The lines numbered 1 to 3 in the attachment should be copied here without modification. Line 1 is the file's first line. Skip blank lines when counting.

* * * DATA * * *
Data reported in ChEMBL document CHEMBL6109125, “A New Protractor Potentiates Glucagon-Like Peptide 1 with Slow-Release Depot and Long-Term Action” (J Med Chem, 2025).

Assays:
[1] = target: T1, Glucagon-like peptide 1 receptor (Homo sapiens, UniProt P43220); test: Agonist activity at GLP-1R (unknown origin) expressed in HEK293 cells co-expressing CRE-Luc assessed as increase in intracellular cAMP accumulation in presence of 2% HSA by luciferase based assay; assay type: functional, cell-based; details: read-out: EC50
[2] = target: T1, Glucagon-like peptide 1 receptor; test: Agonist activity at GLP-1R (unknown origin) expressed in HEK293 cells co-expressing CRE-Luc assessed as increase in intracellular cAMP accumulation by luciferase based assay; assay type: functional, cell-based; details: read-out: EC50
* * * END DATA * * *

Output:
Data reported in ChEMBL document CHEMBL6109125, “A New Protractor Potentiates Glucagon-Like Peptide 1 with Slow-Release Depot and Long-Term Action” (J Med Chem, 2025).

Assays:
[1] = target: T1, Glucagon-like peptide 1 receptor (Homo sapiens, UniProt P43220); test: Agonist activity at GLP-1R (unknown origin) expressed in HEK293 cells co-expressing CRE-Luc assessed as increase in intracellular cAMP accumulation in presence of 2% HSA by luciferase based assay; assay type: functional, cell-based; details: read-out: EC50